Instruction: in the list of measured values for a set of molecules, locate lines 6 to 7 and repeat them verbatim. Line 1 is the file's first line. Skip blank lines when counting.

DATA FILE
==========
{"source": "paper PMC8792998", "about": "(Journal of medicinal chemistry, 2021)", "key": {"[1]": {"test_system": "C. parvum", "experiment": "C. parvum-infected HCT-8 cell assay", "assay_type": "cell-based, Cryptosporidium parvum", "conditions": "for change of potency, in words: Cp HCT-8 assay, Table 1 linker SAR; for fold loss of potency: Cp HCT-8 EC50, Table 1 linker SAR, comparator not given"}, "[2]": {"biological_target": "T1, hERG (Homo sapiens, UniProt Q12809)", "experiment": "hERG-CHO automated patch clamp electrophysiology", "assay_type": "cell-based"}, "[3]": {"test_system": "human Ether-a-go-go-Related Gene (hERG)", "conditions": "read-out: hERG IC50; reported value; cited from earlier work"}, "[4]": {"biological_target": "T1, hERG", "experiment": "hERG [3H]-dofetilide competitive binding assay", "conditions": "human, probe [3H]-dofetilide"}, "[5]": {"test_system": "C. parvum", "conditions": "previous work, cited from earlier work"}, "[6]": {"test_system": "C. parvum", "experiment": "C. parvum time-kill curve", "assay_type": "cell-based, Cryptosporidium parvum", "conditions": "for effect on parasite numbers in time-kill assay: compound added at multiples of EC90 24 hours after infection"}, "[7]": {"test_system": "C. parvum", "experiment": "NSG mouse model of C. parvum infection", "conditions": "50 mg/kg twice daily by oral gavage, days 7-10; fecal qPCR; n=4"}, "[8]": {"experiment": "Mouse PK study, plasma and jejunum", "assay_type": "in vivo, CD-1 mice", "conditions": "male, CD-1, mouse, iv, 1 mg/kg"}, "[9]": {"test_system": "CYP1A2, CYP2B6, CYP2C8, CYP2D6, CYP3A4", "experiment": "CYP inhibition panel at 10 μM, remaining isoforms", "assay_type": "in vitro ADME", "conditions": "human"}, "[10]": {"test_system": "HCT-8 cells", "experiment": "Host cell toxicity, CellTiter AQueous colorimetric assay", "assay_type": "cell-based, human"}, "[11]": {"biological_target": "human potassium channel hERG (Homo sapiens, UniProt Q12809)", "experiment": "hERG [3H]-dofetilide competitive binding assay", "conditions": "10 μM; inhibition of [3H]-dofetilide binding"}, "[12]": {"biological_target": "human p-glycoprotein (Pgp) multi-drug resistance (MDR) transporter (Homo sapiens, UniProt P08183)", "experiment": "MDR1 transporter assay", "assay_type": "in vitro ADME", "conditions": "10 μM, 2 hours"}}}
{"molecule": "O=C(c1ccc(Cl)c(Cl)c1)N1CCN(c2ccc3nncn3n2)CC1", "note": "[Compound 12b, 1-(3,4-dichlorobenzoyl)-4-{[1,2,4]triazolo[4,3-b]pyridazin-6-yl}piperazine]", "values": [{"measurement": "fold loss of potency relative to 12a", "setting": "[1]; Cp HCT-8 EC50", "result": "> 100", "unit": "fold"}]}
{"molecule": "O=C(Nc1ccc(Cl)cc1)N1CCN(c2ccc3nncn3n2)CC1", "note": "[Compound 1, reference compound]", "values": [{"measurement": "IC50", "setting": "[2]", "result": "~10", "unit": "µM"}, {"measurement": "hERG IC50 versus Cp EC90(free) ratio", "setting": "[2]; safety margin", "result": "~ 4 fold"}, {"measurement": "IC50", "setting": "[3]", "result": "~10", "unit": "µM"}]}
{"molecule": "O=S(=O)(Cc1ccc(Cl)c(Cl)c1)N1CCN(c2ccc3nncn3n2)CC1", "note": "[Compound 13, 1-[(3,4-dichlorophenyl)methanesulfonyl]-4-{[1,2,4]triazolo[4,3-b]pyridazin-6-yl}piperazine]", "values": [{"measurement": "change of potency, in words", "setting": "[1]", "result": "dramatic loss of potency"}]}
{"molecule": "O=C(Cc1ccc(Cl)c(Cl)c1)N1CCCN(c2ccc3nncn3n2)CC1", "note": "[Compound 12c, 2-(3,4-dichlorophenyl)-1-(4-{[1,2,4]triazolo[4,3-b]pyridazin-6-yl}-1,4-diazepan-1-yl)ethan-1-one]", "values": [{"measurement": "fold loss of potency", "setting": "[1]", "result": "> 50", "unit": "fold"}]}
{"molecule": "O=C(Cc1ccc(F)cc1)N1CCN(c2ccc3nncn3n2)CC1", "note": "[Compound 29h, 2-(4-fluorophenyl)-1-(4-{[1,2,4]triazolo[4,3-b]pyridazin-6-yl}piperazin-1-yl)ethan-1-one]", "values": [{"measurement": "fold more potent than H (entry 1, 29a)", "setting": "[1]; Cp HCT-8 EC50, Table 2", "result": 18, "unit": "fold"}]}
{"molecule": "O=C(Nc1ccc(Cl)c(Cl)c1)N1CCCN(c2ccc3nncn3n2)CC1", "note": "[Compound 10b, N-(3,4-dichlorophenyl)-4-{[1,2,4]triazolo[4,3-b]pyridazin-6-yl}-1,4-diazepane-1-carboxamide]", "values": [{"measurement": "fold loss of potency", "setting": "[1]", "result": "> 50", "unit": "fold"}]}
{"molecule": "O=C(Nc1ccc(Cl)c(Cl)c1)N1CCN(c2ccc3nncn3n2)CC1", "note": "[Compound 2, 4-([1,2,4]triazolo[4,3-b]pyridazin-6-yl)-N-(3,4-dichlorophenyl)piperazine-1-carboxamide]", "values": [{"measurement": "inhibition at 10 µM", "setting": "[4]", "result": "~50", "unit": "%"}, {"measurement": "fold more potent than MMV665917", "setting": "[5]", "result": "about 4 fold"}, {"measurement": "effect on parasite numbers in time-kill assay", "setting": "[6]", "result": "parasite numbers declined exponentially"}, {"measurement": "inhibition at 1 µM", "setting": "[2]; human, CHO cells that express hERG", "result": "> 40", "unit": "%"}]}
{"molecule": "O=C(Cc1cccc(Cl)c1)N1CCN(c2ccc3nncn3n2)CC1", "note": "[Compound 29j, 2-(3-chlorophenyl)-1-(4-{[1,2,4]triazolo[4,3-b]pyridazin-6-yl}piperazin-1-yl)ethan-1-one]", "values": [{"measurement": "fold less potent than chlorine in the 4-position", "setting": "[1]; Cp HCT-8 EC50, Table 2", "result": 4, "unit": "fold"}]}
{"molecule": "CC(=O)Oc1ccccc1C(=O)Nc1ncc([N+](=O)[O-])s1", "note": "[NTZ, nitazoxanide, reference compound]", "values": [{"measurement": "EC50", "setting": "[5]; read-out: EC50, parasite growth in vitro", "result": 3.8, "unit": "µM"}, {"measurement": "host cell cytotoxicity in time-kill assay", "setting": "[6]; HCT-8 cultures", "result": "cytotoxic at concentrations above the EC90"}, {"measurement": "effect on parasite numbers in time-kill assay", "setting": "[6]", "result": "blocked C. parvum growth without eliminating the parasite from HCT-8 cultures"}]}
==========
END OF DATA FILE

{"molecule": "O=C(Cc1ccc(F)cc1)N1CCN(c2ccc3nncn3n2)CC1", "note": "[Compound 29h, 2-(4-fluorophenyl)-1-(4-{[1,2,4]triazolo[4,3-b]pyridazin-6-yl}piperazin-1-yl)ethan-1-one]", "values": [{"measurement": "fold more potent than H (entry 1, 29a)", "setting": "[1]; Cp HCT-8 EC50, Table 2", "result": 18, "unit": "fold"}]}
{"molecule": "O=C(Nc1ccc(Cl)c(Cl)c1)N1CCCN(c2ccc3nncn3n2)CC1", "note": "[Compound 10b, N-(3,4-dichlorophenyl)-4-{[1,2,4]triazolo[4,3-b]pyridazin-6-yl}-1,4-diazepane-1-carboxamide]", "values": [{"measurement": "fold loss of potency", "setting": "[1]", "result": "> 50", "unit": "fold"}]}